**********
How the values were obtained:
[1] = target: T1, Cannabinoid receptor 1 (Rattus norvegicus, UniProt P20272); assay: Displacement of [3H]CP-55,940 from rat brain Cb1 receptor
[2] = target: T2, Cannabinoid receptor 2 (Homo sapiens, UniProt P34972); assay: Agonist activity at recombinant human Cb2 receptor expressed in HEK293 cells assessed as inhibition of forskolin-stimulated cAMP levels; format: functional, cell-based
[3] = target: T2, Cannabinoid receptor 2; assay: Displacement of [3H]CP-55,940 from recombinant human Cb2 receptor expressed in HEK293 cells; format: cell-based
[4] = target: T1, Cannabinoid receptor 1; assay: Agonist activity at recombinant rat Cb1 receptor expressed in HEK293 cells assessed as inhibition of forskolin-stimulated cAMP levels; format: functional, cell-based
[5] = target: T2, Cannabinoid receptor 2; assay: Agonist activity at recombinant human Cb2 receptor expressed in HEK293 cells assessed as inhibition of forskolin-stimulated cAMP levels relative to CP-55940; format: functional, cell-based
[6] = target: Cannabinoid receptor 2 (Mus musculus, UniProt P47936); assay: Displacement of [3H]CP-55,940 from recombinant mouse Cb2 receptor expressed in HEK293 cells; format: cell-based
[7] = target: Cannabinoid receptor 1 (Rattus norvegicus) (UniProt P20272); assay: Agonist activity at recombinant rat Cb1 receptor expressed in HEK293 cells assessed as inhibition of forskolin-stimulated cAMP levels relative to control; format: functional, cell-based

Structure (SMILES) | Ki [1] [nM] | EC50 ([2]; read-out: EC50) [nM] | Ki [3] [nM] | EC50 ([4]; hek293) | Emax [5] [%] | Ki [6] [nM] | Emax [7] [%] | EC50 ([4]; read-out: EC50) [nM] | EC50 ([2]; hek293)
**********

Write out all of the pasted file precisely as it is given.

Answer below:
How the values were obtained:
[1] = target: T1, Cannabinoid receptor 1 (Rattus norvegicus, UniProt P20272); assay: Displacement of [3H]CP-55,940 from rat brain Cb1 receptor
[2] = target: T2, Cannabinoid receptor 2 (Homo sapiens, UniProt P34972); assay: Agonist activity at recombinant human Cb2 receptor expressed in HEK293 cells assessed as inhibition of forskolin-stimulated cAMP levels; format: functional, cell-based
[3] = target: T2, Cannabinoid receptor 2; assay: Displacement of [3H]CP-55,940 from recombinant human Cb2 receptor expressed in HEK293 cells; format: cell-based
[4] = target: T1, Cannabinoid receptor 1; assay: Agonist activity at recombinant rat Cb1 receptor expressed in HEK293 cells assessed as inhibition of forskolin-stimulated cAMP levels; format: functional, cell-based
[5] = target: T2, Cannabinoid receptor 2; assay: Agonist activity at recombinant human Cb2 receptor expressed in HEK293 cells assessed as inhibition of forskolin-stimulated cAMP levels relative to CP-55940; format: functional, cell-based
[6] = target: Cannabinoid receptor 2 (Mus musculus, UniProt P47936); assay: Displacement of [3H]CP-55,940 from recombinant mouse Cb2 receptor expressed in HEK293 cells; format: cell-based
[7] = target: Cannabinoid receptor 1 (Rattus norvegicus) (UniProt P20272); assay: Agonist activity at recombinant rat Cb1 receptor expressed in HEK293 cells assessed as inhibition of forskolin-stimulated cAMP levels relative to control; format: functional, cell-based

Structure (SMILES) | Ki [1] [nM] | EC50 ([2]; read-out: EC50) [nM] | Ki [3] [nM] | EC50 ([4]; hek293) | Emax [5] [%] | Ki [6] [nM] | Emax [7] [%] | EC50 ([4]; read-out: EC50) [nM] | EC50 ([2]; hek293)